29-Jun-2016 Source: HeliHub.com
The Accident Investigation Board of Norway (AIBN) has released another update in their investigation of the Airbus EC225 accident which happened on 29th April as the CHC aircraft was returning from the Gullfaks platform to Bergen Airport. Of particular note, they state
“At this stage of the investigation, the AIBN finds that the accident most likely was a result of a fatigue fracture in one of the eight second stage planet gears. It appears that the fracture has propagated in a manner which is unlikely to become detected by existing mandatory or supplementary systems for warning of an imminent failure. What initiated the fracture has not yet been determined”
That last sentence remains central – What initiated the fracture has not yet been determined.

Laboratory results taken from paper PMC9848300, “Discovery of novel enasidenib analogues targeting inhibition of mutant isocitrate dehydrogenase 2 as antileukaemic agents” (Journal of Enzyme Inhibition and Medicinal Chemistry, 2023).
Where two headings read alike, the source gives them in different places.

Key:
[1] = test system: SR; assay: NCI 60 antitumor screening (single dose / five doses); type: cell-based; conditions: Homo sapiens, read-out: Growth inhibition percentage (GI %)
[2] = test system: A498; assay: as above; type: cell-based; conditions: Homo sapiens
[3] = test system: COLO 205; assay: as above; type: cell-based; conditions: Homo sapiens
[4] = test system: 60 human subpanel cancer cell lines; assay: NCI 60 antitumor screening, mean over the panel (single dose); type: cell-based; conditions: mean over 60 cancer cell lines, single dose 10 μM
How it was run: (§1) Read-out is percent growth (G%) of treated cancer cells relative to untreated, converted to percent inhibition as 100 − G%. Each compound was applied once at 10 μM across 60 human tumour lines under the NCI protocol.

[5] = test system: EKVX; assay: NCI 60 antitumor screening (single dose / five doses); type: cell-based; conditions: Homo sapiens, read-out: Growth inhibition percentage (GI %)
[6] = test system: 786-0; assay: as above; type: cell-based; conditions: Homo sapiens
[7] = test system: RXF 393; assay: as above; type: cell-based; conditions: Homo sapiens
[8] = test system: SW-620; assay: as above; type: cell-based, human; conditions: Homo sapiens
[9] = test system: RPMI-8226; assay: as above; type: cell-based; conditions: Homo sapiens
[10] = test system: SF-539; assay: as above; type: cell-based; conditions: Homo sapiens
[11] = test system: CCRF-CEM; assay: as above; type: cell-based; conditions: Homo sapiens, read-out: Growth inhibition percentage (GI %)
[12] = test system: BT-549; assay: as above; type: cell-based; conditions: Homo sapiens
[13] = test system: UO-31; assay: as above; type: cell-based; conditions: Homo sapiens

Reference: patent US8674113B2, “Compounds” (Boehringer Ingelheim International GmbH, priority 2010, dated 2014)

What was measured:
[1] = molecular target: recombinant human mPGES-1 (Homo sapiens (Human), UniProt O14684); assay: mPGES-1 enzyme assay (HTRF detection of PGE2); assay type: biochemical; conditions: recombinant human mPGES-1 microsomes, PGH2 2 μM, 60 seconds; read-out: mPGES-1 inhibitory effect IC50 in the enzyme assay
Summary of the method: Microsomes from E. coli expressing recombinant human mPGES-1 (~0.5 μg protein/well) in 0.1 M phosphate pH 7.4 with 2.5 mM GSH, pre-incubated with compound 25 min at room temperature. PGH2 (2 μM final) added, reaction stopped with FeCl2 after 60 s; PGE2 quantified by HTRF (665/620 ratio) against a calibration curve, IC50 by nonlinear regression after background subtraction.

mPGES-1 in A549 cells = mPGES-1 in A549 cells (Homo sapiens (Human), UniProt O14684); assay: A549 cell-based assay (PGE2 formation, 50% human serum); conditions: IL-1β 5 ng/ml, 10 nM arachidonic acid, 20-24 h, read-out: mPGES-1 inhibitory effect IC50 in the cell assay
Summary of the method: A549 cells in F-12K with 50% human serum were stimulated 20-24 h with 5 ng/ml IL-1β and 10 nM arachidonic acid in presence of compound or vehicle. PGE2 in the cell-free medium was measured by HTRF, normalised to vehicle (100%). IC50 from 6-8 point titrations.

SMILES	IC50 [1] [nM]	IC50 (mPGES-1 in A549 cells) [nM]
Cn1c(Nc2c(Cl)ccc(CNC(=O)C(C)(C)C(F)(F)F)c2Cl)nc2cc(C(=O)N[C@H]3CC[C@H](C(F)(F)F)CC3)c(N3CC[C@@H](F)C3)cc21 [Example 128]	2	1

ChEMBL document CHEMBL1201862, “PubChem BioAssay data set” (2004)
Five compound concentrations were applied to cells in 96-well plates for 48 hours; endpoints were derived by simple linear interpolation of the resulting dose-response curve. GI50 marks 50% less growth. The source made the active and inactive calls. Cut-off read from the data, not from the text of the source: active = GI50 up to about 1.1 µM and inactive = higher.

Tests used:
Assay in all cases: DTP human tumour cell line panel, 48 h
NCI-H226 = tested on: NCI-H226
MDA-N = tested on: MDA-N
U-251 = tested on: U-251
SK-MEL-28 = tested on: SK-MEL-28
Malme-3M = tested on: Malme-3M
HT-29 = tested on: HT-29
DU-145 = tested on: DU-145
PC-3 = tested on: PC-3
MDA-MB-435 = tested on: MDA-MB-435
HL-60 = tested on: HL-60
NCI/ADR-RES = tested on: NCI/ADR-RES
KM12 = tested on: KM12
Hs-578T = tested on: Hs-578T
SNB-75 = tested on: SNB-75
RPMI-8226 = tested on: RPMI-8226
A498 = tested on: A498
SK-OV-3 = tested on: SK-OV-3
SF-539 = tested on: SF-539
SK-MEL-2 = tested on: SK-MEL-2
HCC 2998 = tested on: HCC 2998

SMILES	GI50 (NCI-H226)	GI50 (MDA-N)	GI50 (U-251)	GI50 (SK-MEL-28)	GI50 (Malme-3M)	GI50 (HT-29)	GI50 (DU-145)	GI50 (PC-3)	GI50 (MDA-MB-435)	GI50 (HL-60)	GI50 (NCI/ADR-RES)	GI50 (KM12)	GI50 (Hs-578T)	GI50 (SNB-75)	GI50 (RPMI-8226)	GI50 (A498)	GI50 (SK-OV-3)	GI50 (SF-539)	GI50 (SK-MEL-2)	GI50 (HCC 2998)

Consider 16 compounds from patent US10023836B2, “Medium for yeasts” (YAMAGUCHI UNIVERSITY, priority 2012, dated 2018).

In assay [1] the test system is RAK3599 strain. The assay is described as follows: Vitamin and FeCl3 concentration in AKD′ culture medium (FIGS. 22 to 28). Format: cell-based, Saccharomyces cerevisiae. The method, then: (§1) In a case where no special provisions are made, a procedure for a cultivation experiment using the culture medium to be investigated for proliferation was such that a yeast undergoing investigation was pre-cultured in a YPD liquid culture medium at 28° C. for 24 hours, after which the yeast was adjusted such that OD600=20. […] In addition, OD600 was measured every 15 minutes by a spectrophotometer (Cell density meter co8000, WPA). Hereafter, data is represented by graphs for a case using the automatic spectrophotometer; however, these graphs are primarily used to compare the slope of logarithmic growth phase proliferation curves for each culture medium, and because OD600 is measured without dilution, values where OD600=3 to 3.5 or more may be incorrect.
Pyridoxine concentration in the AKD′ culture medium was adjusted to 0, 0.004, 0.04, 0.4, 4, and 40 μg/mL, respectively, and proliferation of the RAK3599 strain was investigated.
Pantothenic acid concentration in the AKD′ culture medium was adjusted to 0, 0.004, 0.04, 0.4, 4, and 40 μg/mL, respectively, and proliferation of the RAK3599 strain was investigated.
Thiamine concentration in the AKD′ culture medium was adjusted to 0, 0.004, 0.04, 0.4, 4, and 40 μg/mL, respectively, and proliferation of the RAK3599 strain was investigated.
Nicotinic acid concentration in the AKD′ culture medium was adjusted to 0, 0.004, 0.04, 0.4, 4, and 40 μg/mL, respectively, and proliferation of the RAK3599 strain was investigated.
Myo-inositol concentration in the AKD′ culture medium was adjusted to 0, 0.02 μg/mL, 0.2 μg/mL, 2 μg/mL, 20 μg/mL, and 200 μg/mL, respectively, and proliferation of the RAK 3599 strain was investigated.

Another key aspect to consider is the close similarity to the 2009 accident to AS332L2 G-REDL. In that report, the UK AAIB noted “An extensive and complex investigation revealed that the failure of the MGB initiated in one of the eight second stage planet gears in the epicyclic module. The planet gear had fractured as a result of a fatigue crack, the precise origin of which could not be determined”. AIBN also notes some clear differences to the G-REDL report.
While the latest document from AIBN is not the final report, the key information reveals puts much more weight on the design and/or manufacture process rather than the maintenance or safety management – ie on Airbus, not CHC. One line of investigation being followed is an accident when the Main Rotor Gearbox from the accident helicopter was being transported by road.
Please also refer to our article “Who should we blame when an aircraft crashes”
Jeremy Parkin – HeliHub.com